The Swift Swift Tutorials: Adding Modal Views and Popovers

[Updated to Swift 2.0/iOS9 9/29/15]
There are times your user interface needs to grab attention for a control. This is what modal views and popovers are. Modal views are one of the oldest of the view controllers. Some early applications on the iPhone were completely modal views — some still do.  Modals do not do their own housekeeping like navigation controllers or tab controllers, so they are not as efficient for the backbone of your application. Since they need the user attention and suspend everything else in your UI, they are good for settings pages and the like.

Developed originally for the iPad, Popovers are similar to modals. They are a type of view controller that require user attention. Modals take over the window, which on the bigger real estate of the iPad, is often a waste of space. Popovers use limited space and place a smaller “window” on top of the main window.

In this lesson we’ll show several ways to implement popovers and modals.

Set Up the Project

First we’ll need a new project. In Xcode 6, go to File>New>Project… or hit Command-Shift-N. Create a Single-View project called SwiftPizzaPopover, set the language to Swift. Set the device to Universal, then save the project to a place you’d like.
We will be using some photos. You can use your own, here are the two I used:
pizza_sm

popover_sm

These are the full-size images. Right-Click and save the images from your browser to some folder or your desktop on your Mac. In Xcode, click on the images.assets, and from the folder you saved the images drag them into the assets work area.

Go into the storyboard, and drag four buttons on the scene. On the two top buttons, remove the title and add the pizza and popover images we just loaded as the button image. On the button below the pizza image button, change the title to Pizza Modal and set the font size to 20. Change the title of the button to Popover but and set the font size to 20. Using whatever method you’d like ( I used some Auto Layout), arrange the buttons to something like this:

2015-09-29_11-02-55

Now drag two more view controllers out. Change to the media library by selecting the clip of film in the lower right. In the first view controller, add an UImageView of the pizza by dragging the pizza image to one of the new controllers. Do the same with the popover image in the other controller. If you use auto layout,pin them to the upper left corner

Click the square-in-circle button to go back to the object library, and drag a label to each of these view controllers. Change the text to read BBQ Chicken Pizza and Cheddar Popover respectively. Make the font for each 20 points. If you use Autolayout, I center aligned them. For the pizza view controller, click the back ground of the controller. Click the color strip in the background color property for the controller, In the color picker that appears, click the sliders button if not already pressed. Change the color to red 255, green 0, and blue 222. Do the same for the popover, except change the color to red 222, green 222, and blue 0.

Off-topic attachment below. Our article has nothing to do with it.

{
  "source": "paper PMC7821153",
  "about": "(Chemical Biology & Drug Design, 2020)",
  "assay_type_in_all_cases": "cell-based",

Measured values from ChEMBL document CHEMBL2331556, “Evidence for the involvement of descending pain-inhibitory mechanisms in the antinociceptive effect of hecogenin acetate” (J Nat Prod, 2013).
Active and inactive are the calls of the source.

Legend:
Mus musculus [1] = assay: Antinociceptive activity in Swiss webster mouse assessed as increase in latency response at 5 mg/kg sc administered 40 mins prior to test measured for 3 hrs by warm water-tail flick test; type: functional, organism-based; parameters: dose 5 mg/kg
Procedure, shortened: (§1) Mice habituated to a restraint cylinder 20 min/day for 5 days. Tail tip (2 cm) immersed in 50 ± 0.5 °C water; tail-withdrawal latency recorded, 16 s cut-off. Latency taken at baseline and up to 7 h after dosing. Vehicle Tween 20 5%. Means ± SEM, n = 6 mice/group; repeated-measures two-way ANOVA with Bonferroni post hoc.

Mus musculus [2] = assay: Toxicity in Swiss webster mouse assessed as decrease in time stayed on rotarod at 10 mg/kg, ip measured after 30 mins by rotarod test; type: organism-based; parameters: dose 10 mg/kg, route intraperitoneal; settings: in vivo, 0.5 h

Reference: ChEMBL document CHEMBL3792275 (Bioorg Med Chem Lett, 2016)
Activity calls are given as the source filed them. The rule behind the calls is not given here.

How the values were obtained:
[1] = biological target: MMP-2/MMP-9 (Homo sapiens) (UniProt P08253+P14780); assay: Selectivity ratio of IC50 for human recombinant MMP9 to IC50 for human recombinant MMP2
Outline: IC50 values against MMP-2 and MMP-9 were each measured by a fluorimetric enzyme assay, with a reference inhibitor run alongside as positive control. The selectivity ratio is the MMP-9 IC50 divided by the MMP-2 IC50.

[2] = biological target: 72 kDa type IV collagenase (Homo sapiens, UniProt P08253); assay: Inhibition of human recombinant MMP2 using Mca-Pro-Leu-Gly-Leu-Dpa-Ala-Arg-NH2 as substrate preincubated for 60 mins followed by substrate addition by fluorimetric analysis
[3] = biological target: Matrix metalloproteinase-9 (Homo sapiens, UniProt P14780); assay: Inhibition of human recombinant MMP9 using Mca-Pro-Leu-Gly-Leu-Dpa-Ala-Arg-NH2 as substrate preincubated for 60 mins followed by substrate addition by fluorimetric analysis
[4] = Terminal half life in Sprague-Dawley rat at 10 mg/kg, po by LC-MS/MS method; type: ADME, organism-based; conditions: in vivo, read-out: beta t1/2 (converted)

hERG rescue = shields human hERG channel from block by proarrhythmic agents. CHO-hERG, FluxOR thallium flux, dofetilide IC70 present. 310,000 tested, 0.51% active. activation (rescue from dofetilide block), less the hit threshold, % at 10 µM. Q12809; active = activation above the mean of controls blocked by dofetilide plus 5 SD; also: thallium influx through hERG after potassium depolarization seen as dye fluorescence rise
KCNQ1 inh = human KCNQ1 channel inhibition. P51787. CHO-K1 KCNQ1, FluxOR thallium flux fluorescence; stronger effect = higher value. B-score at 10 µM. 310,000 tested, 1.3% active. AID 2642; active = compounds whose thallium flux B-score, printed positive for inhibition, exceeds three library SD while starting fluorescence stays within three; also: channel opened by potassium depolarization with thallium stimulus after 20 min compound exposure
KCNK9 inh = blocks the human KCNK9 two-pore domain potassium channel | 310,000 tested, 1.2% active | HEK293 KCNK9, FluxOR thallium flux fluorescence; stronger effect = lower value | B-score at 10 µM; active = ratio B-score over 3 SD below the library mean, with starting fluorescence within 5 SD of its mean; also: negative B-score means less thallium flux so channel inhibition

Unlike Navigation controllers, you need to explicitly dismiss a modal controller.  We’ll need a done button. Add a button to the modal view, labeled Done at 22 points font size.Make the background red with a whtie text. Popovers dismiss when anywhere outside the popover gets a touch event. However it might be handy to know how to dismiss a popover, so cut and paste this button to the popover view. I pinned these with auto layout to the bottom of the scene.

Hit Command-n to get the New File dialog. Under iOS click Source> Cocoa Touch Class. Create a new view controller subclassing UIViewController called PizzaModalVC. Repeat and make a UIViewController subclass called PopoverVC Assign the subclasses to their respective view controllers using the identity inspector.
When done your two controllers should look like this:

2015-09-29_11-12-37

Your story board should look like this:

2015-09-29_11-20-16

Using Segues Directly

The easiest way of using segues and modals is to directly connect a segue from the button to the view controller. Get into Story board. From the pizza picture button, control-drag to the PizzaModalVC view. In the pop up menu, select Present Modally. Click on the circle for the segue and set the identifier to Pizza. Now for the popover, control drag from the popover photo to the PopoverVC view. Select popover presentation. Select the segue, then set the identifier to Popover.

Select an iPad Air 2 in the simulator. Build and run.

2015-09-29_11-34-17

Click on the Popover picture. You will get this:

2015-09-29_11-35-38

Tap anywhere but the popover and the popover disappears.